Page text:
I started writing my second novel, The Shadow Man, as a tribute to my home village. Like the villages and small towns that Stephen King creates where the kids maraud around the place, living a completely different life to the grown-ups and where different and strange things can happen, oblivious to the adults around them. This kind of thing didn’t happen back home, of course, but we did roam around the place like we owned it, and some of the things that happened to us did make it through into the book – apart from the vengeful ghost spirit of course!
Ultimately, it was all Bruce Springsteen’s fault. Because in amongst Darkness on the Edge of Town, The River, Born to Run and all his other huge anthems, one of my favourites is My Hometown. And whilst my hometown was actually a little village, NOT a town as my editor pointed out, it resonated when I was writing The Shadow Man. So much so that belonging, and the idea of what it means to call somewhere ‘home’ became a key theme in the book. I spent eighteen years calling that little village my home. It’s just a function of geography of course – your family happen to live in a certain place and it is where you identify as your home from thereon in. I knew most of the people in my village, and a lot of the populace would’ve either known me or my family, or at least recognised me as familiar when my friends and I rode around the place on our bikes.
‘Marauding around as if we owned the place,’ as I say in the book.
And for those 18 years or so it was home.
But it’s like when you move house, leaving all those memories of life and love behind and move into a new place, paint a few rooms, hang some pictures on the walls and set your bedroom furniture out so it looks exactly like your bedroom should. After how long is that ‘home’ – a few weeks, a month or two maybe at the most – and suddenly the old place isn’t home anymore and here is where you belong.
So if home and belonging are purely related to the place and the people, then can we ever claim anywhere as home or say that we belong anywhere? Perhaps it’s only when we become synonymous with somewhere that we can truly say that’s where we belong – like 221B Baker Street and Sherlock Holmes or The Queen and Buck House. So for how long must you live somewhere before it genuinely is synonymous with you – truly your hometown? Thirty years? Fifty maybe? Maybe you need to have generations of your family living there – preferably in the same house – for that place and that town to be associated with you. Your histories becoming intertwined.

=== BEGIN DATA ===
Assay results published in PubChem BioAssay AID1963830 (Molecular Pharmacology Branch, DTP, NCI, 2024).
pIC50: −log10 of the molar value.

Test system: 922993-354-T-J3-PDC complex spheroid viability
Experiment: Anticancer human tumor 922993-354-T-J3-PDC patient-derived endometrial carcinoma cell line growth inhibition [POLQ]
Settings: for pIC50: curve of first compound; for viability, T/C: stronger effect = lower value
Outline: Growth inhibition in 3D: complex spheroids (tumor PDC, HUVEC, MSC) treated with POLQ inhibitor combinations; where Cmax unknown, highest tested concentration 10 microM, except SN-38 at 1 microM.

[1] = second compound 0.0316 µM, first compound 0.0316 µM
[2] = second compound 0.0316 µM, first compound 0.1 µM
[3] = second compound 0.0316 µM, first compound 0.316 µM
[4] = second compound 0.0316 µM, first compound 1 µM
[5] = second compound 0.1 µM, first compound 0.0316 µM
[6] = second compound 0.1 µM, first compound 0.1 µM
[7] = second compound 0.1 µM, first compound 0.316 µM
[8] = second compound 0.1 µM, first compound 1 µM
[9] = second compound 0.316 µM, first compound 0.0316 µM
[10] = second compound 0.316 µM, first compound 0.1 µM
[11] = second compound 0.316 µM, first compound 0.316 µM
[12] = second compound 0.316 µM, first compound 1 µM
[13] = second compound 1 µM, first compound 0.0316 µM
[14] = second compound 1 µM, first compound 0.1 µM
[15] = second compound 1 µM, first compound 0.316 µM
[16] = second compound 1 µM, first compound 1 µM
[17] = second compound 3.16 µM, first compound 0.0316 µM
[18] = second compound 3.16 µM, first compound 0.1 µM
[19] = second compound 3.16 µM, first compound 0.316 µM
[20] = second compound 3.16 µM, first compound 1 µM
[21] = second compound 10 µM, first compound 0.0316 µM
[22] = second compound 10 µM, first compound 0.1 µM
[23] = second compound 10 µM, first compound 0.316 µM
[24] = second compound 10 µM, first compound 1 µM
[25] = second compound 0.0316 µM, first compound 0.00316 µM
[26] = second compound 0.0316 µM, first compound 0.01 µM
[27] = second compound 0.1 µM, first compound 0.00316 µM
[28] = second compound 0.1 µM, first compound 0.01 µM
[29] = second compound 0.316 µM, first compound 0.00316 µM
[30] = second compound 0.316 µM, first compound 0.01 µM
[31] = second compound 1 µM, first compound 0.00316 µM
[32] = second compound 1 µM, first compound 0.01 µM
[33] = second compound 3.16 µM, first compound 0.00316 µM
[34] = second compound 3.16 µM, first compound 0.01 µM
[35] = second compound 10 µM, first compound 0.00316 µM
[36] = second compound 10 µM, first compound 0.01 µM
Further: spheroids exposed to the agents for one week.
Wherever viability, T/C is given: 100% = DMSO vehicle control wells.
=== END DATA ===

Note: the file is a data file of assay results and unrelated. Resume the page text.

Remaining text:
That’s my way of introducing this extract from The Shadow Man where the main character, Philippa narrating the story in first person, reflects on this subject, and the vengeful spirit they are investigating.
‘It made me think, what is thirty years in the overall history of a place? I grew up here, spent my formative years here, strutted around as a teenager
in my home village because I really did feel like I owned the place, and vied for territory with a gang of boys who were doing the same.
Vied for territory with a gang of boys.
Why did that suddenly spring to mind, and why did it trigger something? My spider sense was tingling just thinking of it. What did it mean? Whatever, it was beyond the reach of my sub-conscious, and a new layer for another day perhaps.
This is my home village. The place
that I called home – and still did sometimes. But then is it? I wondered if I could actually call it that? I’d lived there for eighteen years, sure, but in the lifespan of a village that had been around for hundreds of years, it was nothing. And that was nearly thirty years ago. After leaving home for good, I only returned periodically, for weekend visits – hardly anyone who lived here now would remember me. There’d be even fewer in another ten years. So now I’m a stranger here, as any of the residents of the new houses that had sprung up around the pond would attest if they were twitching their curtains as I stood outside a house I used to know, eyeing me warily until I moved on or drove away.
It’s like I never existed.
No legacy here, no history, no nothing.
I was a blip in the timeline, a minor biological load and then gone. Could anyone truly regard a place as their home? Or were we all just passing through? I suppose that if generations of your family had lived somewhere, and had become entrenched within the folklore – the story of the place and the family becoming completely entwined – then maybe that could be regarded as your home.
And how long would that last when you and your kin were gone? A generation? Two?
But what if your attachment to a place was so strong, through a story, an act or an injustice, that you couldn’t leave.
That the bond was so indefatigable that you found a way to exist beyond our bag of watery cells, to transcend the human condition and sidestep death itself – your memory and your spirit intertwining to keep you here forever. What if that was what we were up against .’
So in the book, the idea is that The Shadow Man, a vengeful spirit that hangs over the village has more of a claim to describing the place as their hometown than any of the women in the story who have moved on. In the real world, I suppose, this idea of placing our loyalty to bricks and mortar is misplaced when, in fact, we don’t belong anywhere at all, only to each other.